On EU-UK-Norway / North Sea herring the EAPO states:

“The EU pelagic industry wants to follow the ICES advice of a TAC of 532 166 tonnes, based on the MSY approach in absence of a long-term management strategy agreed among the three Coastal States concerned, as well as the recommendations by the PelAC. The advised TAC represents a 28.3% increase compared to the previous advice and a 31.8% increase compared to the 2023 TAC, which was set lower than the advice. Of note is the fact that both spawning biomass and recruitment in 2022 are now estimated to be significantly larger (87.3% and 32.6% respectively).”

On the total allowable catch for North Sea horse mackerel:

“The EU pelagic industry wants to follow the ICES advice of +8.5% (9 730 tonnes), as well as the recommendations by the PelAC. This TAC would be set for 2024 as well as 2025, but in the context of the 2024 benchmark for all three horse mackerel stocks and its possible consequences for stock evaluation, the managing Parties should agree on the option of revising the TAC following that benchmark. The industry also advocates the continuation of ongoing horse mackerel genetic stock-ID research, to which it heavily contributes (see under ‘Western horse mackerel’). Although this is a relatively small stock, its value is of even more importance than usual in light of the situation of the Western horse mackerel.”

On Greater silversmelt the position papers says:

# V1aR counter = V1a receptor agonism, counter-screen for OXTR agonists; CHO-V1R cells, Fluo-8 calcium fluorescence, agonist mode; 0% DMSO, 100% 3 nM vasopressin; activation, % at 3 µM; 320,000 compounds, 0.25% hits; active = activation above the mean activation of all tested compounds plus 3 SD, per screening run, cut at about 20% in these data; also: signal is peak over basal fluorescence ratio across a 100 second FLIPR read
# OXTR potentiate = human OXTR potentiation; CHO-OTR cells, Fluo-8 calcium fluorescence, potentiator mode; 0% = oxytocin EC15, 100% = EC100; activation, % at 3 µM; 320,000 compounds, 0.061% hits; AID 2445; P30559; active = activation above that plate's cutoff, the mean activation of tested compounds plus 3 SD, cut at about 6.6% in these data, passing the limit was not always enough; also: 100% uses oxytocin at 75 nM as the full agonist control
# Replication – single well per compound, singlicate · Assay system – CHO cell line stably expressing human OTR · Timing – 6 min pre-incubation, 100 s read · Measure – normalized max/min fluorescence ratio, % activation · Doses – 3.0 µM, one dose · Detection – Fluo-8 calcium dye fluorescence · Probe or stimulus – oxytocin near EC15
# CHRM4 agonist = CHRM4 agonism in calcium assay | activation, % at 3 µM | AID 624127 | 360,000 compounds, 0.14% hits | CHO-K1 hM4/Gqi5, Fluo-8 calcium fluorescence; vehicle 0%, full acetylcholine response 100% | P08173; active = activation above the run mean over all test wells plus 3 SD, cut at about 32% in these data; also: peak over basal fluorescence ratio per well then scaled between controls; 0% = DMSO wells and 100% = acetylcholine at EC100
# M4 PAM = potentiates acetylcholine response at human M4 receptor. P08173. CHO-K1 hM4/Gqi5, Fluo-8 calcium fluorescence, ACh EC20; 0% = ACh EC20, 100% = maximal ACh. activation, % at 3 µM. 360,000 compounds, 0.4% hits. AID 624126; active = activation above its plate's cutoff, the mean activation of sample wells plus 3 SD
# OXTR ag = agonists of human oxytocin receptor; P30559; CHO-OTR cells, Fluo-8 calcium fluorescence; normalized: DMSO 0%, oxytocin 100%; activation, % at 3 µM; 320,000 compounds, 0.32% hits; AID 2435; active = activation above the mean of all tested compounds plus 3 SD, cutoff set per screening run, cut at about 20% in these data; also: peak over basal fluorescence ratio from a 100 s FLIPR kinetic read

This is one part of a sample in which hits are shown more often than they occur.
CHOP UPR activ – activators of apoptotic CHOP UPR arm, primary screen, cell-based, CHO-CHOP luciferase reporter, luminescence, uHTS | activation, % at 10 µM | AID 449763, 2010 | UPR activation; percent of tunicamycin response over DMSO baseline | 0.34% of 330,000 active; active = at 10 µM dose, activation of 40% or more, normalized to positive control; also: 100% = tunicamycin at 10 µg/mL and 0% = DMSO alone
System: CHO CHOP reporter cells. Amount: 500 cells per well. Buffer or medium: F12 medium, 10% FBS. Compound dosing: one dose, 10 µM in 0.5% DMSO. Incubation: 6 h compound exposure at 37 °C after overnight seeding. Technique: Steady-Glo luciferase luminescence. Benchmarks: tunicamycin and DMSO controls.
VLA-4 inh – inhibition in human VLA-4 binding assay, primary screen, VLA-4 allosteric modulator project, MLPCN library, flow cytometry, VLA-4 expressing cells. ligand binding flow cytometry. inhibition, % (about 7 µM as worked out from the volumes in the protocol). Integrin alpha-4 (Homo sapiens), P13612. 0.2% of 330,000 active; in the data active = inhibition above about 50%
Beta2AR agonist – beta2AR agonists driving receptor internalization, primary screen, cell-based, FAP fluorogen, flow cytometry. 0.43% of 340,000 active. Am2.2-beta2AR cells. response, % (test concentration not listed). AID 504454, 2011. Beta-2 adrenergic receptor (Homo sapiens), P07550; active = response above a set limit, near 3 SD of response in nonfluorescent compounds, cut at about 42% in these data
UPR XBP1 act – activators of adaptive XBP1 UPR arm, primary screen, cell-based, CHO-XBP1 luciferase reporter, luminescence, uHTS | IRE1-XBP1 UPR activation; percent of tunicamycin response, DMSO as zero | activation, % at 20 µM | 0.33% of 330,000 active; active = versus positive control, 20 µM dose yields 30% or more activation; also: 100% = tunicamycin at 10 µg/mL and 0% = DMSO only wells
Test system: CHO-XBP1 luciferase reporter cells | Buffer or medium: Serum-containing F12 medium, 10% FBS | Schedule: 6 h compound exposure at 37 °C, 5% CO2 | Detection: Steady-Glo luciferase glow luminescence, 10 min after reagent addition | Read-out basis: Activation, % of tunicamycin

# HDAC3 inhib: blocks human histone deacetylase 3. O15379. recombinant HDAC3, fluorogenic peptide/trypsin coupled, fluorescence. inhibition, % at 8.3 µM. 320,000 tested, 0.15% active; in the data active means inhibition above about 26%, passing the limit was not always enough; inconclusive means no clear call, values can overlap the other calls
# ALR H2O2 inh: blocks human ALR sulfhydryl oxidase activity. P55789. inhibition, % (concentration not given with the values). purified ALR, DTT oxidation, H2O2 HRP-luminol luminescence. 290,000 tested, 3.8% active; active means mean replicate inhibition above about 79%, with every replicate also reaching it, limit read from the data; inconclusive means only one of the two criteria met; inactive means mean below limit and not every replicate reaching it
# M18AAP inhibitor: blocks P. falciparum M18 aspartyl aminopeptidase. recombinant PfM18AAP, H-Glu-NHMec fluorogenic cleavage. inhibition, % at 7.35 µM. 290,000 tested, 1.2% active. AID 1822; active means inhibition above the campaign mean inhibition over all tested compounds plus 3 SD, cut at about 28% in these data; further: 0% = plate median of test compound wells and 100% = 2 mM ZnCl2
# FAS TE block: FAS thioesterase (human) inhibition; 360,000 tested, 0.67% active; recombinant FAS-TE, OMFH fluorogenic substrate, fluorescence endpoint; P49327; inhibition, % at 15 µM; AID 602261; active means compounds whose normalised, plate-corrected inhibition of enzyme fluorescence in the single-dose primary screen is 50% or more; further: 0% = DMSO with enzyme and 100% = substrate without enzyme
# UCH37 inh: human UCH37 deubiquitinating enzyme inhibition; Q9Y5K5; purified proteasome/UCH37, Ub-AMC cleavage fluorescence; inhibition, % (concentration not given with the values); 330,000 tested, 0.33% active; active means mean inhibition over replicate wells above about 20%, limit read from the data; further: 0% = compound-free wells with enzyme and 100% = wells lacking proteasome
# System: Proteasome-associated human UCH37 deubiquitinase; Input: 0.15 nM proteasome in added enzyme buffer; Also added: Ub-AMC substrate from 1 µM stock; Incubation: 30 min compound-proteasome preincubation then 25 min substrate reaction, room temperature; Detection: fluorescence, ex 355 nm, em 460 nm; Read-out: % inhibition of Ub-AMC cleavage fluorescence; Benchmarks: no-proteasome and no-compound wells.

“The EU pelagic industry can support the ICES advice of 17 695 (+3.6% compared to the previous advice, -3.4% compared to the 2022 assumed catch), as well as the recommendations by the PelAC and the NWWAC. Since 2016, unilateral quotas have been set by the Faroe Islands and EU/UK separately, and the sum exceeds the recommended catches. The industry calls on the EU Commission and the Council to prevent overfishing and to reach an agreement on the sharing of this stock.”

Finally on the EU-Norway / exchange of quotas and access (‘balance’) the EAPO states:

The EU pelagic industry considers the amount of blue whiting to be transferred to Norway the most important aspect of the balance. The pelagic industry does not benefit from this contribution, while at the same time a competitor is allowed to fish the transferred quota in EU waters. Last year’s result, when 74 000 tonnes was transferred, went miles beyond the acceptable limits. While very much aware that the exchange of quotas and access will always have to be a package deal, as little blue whiting as possible should be contributed in the upcoming exchange. Where possible, other stocks of interest to Norway should be used. We ask the Commission and the Council to revisit the potential contribution to the balance of the southern blue whiting sub-TAC (WHB/8C3411), a contribution which again failed to materialise during the previous negotiations. Also, the overall size of the balance should be carefully considered in light of the ICES advice for the relevant stocks.

Access for the EU to Norwegian waters to fish Atlanto-Scandian herring must be restored to 100% of the quota. 2023’s cut by some 15% means a loss of access that was paid for with part of the EU’s quota share in 2007. This decreased access in the current year should also be compensated in quota.

Finally, new access for Norwegian vessels to parts of EU waters (e.g. the ‘Irish Box’) should not be considered and only be offered in exchange for payment in fish and on the basis of a revised and limited transfer agreement. Payment should also be required for access to EU waters going beyond the level established pre-Brexit.